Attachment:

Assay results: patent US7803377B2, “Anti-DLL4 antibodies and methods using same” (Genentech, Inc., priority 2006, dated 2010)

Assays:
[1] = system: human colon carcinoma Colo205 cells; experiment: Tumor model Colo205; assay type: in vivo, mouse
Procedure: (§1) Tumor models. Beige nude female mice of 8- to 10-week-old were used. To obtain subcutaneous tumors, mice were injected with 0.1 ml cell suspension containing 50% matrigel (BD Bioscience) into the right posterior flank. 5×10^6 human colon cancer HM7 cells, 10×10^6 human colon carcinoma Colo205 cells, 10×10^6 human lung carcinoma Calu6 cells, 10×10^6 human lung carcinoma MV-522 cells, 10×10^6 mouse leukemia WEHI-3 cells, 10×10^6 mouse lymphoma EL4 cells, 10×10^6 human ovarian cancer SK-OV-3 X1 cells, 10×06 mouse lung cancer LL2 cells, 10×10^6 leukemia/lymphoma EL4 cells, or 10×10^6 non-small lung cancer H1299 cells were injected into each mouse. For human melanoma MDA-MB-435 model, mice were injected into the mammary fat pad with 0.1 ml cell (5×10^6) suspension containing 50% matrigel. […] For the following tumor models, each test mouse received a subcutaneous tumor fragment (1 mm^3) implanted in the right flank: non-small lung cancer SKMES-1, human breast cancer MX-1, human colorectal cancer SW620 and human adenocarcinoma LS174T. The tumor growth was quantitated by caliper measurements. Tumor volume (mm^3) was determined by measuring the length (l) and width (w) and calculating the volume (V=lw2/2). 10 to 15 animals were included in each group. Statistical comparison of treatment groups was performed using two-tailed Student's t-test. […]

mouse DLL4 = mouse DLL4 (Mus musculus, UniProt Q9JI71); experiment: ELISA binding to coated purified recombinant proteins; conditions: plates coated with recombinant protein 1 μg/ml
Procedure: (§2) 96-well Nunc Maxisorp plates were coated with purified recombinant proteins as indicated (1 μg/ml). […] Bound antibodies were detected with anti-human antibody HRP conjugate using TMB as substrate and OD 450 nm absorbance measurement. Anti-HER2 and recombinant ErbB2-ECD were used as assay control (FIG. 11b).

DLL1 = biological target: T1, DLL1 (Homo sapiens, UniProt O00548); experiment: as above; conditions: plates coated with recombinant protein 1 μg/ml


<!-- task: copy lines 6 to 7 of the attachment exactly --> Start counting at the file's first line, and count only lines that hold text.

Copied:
Procedure: (§2) 96-well Nunc Maxisorp plates were coated with purified recombinant proteins as indicated (1 μg/ml). […] Bound antibodies were detected with anti-human antibody HRP conjugate using TMB as substrate and OD 450 nm absorbance measurement. Anti-HER2 and recombinant ErbB2-ECD were used as assay control (FIG. 11b).

DLL1 = biological target: T1, DLL1 (Homo sapiens, UniProt O00548); experiment: as above; conditions: plates coated with recombinant protein 1 μg/ml